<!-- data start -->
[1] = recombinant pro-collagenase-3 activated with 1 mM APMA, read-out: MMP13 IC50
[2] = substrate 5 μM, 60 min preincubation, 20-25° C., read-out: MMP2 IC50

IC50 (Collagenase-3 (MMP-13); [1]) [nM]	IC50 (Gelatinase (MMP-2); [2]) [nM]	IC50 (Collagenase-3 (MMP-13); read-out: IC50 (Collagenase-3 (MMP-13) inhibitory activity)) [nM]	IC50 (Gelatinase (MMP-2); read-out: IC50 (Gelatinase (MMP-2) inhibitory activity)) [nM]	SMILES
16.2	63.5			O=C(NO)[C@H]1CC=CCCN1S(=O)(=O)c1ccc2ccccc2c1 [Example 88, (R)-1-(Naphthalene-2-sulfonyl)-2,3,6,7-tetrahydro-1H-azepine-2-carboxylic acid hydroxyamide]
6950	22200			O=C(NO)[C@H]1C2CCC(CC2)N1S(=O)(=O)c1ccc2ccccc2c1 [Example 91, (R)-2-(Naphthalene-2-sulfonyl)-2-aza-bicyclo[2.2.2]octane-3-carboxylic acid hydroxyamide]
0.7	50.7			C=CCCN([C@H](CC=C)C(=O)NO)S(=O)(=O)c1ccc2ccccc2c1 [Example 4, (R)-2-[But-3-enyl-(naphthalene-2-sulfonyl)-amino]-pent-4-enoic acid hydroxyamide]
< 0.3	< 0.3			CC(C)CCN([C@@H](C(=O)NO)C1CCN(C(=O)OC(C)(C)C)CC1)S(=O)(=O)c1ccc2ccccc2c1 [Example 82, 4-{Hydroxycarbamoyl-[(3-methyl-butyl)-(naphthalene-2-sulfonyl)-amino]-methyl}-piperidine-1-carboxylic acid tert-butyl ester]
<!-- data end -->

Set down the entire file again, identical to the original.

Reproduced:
[1] = recombinant pro-collagenase-3 activated with 1 mM APMA, read-out: MMP13 IC50
[2] = substrate 5 μM, 60 min preincubation, 20-25° C., read-out: MMP2 IC50

IC50 (Collagenase-3 (MMP-13); [1]) [nM]	IC50 (Gelatinase (MMP-2); [2]) [nM]	IC50 (Collagenase-3 (MMP-13); read-out: IC50 (Collagenase-3 (MMP-13) inhibitory activity)) [nM]	IC50 (Gelatinase (MMP-2); read-out: IC50 (Gelatinase (MMP-2) inhibitory activity)) [nM]	SMILES
16.2	63.5			O=C(NO)[C@H]1CC=CCCN1S(=O)(=O)c1ccc2ccccc2c1 [Example 88, (R)-1-(Naphthalene-2-sulfonyl)-2,3,6,7-tetrahydro-1H-azepine-2-carboxylic acid hydroxyamide]
6950	22200			O=C(NO)[C@H]1C2CCC(CC2)N1S(=O)(=O)c1ccc2ccccc2c1 [Example 91, (R)-2-(Naphthalene-2-sulfonyl)-2-aza-bicyclo[2.2.2]octane-3-carboxylic acid hydroxyamide]
0.7	50.7			C=CCCN([C@H](CC=C)C(=O)NO)S(=O)(=O)c1ccc2ccccc2c1 [Example 4, (R)-2-[But-3-enyl-(naphthalene-2-sulfonyl)-amino]-pent-4-enoic acid hydroxyamide]
< 0.3	< 0.3			CC(C)CCN([C@@H](C(=O)NO)C1CCN(C(=O)OC(C)(C)C)CC1)S(=O)(=O)c1ccc2ccccc2c1 [Example 82, 4-{Hydroxycarbamoyl-[(3-methyl-butyl)-(naphthalene-2-sulfonyl)-amino]-methyl}-piperidine-1-carboxylic acid tert-butyl ester]